What’s unique about a flexible hybrid model is the way in which relationships are formed and team cohesion is maintained. Where, traditionally, relationships relied on physical proximity and in-person connection, within a hybrid model this emphasis is shifted toward greater personal autonomy, within the context of the collective and its goals. The significance of connection, be it virtual or physical, is redefined, with the aim of providing greater freedom to individuals, while maintaining work efficiency and performance.
In other words, such a model aims at offering the best of both worlds and this is why creating a strong culture is central to its success.
To create a strong culture means to create those conditions that affirm a sense of belonging to the company, encourage engagement, and support personal development and freedom but without sacrificing personal responsibility and accountability.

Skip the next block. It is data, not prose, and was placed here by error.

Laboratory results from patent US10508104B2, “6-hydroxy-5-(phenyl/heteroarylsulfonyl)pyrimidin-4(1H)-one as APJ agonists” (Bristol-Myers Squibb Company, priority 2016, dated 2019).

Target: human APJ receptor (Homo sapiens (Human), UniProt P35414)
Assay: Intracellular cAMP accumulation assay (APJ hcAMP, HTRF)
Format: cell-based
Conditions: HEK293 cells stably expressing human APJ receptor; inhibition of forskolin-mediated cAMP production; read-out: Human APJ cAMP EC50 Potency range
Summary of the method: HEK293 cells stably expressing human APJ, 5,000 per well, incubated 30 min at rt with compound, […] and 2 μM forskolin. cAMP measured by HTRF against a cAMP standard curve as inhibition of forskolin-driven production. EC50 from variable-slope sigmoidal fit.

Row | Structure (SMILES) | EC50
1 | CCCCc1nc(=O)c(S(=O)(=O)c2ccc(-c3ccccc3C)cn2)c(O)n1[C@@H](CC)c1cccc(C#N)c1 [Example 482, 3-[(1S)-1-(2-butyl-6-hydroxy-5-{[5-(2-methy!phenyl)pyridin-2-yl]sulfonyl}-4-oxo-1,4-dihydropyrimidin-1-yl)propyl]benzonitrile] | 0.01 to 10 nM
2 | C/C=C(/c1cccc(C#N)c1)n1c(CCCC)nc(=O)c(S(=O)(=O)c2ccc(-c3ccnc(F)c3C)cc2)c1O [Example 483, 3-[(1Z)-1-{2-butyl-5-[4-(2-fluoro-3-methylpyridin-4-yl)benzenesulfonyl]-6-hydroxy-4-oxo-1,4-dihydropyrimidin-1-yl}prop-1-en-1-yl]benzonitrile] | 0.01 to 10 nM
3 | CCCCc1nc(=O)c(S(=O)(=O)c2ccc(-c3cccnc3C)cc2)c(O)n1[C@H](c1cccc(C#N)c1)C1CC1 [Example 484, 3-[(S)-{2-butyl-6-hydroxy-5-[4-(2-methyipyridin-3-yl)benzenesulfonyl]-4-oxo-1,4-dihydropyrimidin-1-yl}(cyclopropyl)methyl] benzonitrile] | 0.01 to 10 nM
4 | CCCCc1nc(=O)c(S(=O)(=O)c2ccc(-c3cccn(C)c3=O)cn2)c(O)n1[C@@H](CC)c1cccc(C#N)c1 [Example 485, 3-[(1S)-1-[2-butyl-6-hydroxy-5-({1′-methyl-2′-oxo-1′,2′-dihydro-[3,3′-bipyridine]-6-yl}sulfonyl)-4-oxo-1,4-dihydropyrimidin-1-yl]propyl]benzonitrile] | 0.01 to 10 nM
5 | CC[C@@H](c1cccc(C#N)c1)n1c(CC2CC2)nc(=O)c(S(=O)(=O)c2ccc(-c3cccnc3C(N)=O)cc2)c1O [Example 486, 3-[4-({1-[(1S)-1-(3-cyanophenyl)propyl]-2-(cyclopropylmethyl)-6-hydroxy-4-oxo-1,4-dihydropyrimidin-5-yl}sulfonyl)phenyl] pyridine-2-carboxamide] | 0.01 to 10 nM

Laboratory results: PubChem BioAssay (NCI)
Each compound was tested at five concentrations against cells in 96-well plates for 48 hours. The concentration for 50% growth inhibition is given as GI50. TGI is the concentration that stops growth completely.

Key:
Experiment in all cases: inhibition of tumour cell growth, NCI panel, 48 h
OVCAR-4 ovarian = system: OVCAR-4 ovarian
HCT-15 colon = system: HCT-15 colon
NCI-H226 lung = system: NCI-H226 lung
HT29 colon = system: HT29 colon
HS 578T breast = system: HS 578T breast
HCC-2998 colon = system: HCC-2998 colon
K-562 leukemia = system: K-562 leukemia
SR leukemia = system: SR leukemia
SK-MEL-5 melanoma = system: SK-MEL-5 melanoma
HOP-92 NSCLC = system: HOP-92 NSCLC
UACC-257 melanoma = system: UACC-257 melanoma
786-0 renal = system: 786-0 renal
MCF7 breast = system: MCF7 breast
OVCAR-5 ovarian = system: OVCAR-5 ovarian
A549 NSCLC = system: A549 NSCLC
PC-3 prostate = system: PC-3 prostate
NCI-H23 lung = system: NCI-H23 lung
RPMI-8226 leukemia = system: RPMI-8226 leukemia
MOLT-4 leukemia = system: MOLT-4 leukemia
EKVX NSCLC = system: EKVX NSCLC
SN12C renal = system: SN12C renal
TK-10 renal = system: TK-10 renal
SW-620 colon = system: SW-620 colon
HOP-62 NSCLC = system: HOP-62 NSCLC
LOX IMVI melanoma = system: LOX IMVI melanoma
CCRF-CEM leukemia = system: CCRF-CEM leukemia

Here are five things you can do to foster a strong company culture in a hybrid work model!
The purpose is a vital ingredient of culture. With the blurring of the lines between the personal and professional, as a result of the new workplace conditions, individuals are more attuned to questions about the purpose and impact of their work, and why they should keep doing what they’re doing.
Emphasizing the importance of individual team members’ work, and its effect on overall outcomes helps people see how they fit into the totality of the organization’s work. It helps bridge distance and disconnection and highlights how different people’s work intersects and is mutually dependent. This can help strengthen their sense of purpose and, as a result, the feeling of belongingness to the team and ownership of any project they are engaged with.
One possible source of friction within a hybrid team is the question of whether everyone’s work preferences, needs, and limits are equally accepted.